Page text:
Judging the COP21 outcome and what's next for climate action

Judging the COP21 outcome and what's next for climate action

What is the Paris Outcome?

Three elements make up the overall “Paris Outcome” of the 21st Conference of the Parties (COP) to the United Nations Framework Convention on Climate Change (UNFCCC):

> The Paris Agreement: An enduring, legally binding treaty on climate action which contains emission reduction commitments from 187 countries starting in 2020. The Paris Agreement will enter into force once 55 countries covering 55% of global emissions have acceded to it.

> COP Decision: The COP agreed a set of decisions with immediate effect to accelerate climate action and to prepare for the implementation of the Paris Agreement once it enters into force.

> Paris Action Agenda: Alongside the formal agreements at COP21 the large number of commitments for additional action to reduce emissions and increase resilience were made by countries, regions, cities, investors, and companies.

How good is the Paris Outcome?

The Paris Outcome is a turning point for action to limit climate change below dangerous levels. It signals the end of business as usual for the energy industries. Future investment will need to be compatible with a zero carbon world.

The Paris Agreement establishes an enduring, binding and transparent legal regime where all countries make commitments to reduce greenhouse gas emissions and manage the impacts of climate change. It will shape climate action for decades into the future.

The “ambition mechanism” in the Paris Agreement means that countries will need to review and increase their emission reduction commitments every 5 years in order to meet the long term goal of greenhouse gas neutrality by the second half of century.

Good management by the French Presidency and strong interventions from key global leaders were responsible for delivering a high ambition result. French leadership also helped to ensure climate action was initiated in other international processes, including the G20 and the Sustainable Development Goals.

By integrating action by regions, cities, investors and companies into the COP process the French have created immediate momentum behind the implementation of the Paris Agreement in the real economy.

What will Paris change?

> Paris marks a turning point in building the low carbon economy. Implementation of INDCs will mean that renewables will make up 78% of new power generation investment to 2030 in major economies. This will drive down the cost of renewable energy. Delivering this will require major reforms to electricity markets, business and financing models.

> The continuation of climate financing in the Paris Agreement beyond $100bn promised up to 2020 will provide support to emerging and developing countries to deliver these necessary economic and governance reforms.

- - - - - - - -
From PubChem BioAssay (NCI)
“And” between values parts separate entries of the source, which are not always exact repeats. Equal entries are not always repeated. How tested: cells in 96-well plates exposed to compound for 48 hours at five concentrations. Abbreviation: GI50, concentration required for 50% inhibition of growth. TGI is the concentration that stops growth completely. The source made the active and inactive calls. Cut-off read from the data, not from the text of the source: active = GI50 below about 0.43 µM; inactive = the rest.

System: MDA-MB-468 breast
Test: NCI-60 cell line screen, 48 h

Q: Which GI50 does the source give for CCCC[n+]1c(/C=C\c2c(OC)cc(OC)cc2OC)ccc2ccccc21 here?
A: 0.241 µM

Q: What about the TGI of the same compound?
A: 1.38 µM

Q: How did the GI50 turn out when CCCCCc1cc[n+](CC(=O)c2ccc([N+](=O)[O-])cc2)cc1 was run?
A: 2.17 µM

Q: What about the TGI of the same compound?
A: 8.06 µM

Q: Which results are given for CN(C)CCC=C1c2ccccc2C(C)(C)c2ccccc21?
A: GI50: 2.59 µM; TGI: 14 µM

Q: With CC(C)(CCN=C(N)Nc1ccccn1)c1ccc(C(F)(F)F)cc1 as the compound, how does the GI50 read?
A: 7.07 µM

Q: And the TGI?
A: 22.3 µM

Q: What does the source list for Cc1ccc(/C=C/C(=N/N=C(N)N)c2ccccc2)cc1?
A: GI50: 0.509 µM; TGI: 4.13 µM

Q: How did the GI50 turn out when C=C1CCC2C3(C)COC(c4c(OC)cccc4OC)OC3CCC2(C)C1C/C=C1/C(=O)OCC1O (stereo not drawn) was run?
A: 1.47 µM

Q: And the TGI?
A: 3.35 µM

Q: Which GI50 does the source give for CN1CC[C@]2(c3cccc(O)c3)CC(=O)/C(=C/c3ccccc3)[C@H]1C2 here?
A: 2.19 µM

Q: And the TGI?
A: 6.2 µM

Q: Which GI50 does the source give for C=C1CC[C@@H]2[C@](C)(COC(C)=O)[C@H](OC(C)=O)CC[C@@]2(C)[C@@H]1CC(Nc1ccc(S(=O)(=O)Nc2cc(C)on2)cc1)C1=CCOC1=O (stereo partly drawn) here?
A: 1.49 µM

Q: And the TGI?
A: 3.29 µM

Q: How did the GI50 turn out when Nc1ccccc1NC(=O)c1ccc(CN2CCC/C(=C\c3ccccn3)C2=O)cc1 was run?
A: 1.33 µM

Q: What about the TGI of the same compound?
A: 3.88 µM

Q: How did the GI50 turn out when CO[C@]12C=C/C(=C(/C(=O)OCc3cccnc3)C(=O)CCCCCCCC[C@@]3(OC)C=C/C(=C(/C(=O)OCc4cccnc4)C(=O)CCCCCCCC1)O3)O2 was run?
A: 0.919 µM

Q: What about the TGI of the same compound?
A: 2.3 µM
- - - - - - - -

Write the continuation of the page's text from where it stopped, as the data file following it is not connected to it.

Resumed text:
> The commitments present in Paris will not deliver 2C, or 1.5C immediately, but the Paris Agreement commits to a process of increasing emission cuts every 5 years to meet that goal. The long term goal of greenhouse gas neutrality in the second half of the century will require a rapid phase out of fossil fuels.

> Paris is a significant achievement for multilateral diplomacy. In an increasingly multi-polar world strong cooperative agreements have become far harder to deliver. The Paris Agreement shows it is possible to agree international regimes to manage critical global problems. This will set a positive example for other issues.

> Governments and investors will need to manage an orderly transition away from a fossil fuel dominated economy in a way that avoids stranded assets and negative impacts on workers. The G20 has established a taskforce on the implications of climate policy on financial stability which will report in 2016. In 2015 all international development financing institutions agreed to align their financing with the Paris climate goals.

> The Paris Agreement has broken new ground and placed adaptation, resilience and response to climate impacts at the heart of the new regime. This includes stronger early warning systems, addressing treatment of environmental refugees, and providing extreme weather insurance to 400 million more people in vulnerable countries by 2020.

Benchmarks for the Paris Outcome: how did it compare to expectations?

E3G judges this to be a strong outcome based on our detailed benchmarks of success on the following page.

Ahead of COP21 E3G developed three potential scenarios:

> Scenario 1: ‘Le Zombie’ – tactical deal with high potential for collapse.

> Scenario 2: ‘Comme ci, Comme ça’ – modest progress with guarantees on finance.

> Scenario 3: ‘Va Va Voom’ – cements a new enduring regime on climate change.

The outcome is at ambitious end of the possible political ambition identified, judged to be a ‘low Va Va Voom’.

Read more about the COP21 Political Scenarios.

Paris Agreement Benchmarks

How will Paris be followed up in 2016

The Paris Agreement enters into force in 2020 but the Paris Outcomes will start driving changes across the international system in 2016. E3G have identified 12 that will maintain momentum: